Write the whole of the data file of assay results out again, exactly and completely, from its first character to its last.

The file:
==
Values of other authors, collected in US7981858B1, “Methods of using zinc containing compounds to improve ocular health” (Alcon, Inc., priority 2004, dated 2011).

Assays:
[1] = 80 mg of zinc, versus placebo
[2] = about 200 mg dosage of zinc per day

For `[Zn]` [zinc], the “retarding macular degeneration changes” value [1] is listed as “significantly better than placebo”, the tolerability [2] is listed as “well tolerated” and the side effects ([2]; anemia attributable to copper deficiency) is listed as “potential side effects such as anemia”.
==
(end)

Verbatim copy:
Values of other authors, collected in US7981858B1, “Methods of using zinc containing compounds to improve ocular health” (Alcon, Inc., priority 2004, dated 2011).

Assays:
[1] = 80 mg of zinc, versus placebo
[2] = about 200 mg dosage of zinc per day

For `[Zn]` [zinc], the “retarding macular degeneration changes” value [1] is listed as “significantly better than placebo”, the tolerability [2] is listed as “well tolerated” and the side effects ([2]; anemia attributable to copper deficiency) is listed as “potential side effects such as anemia”.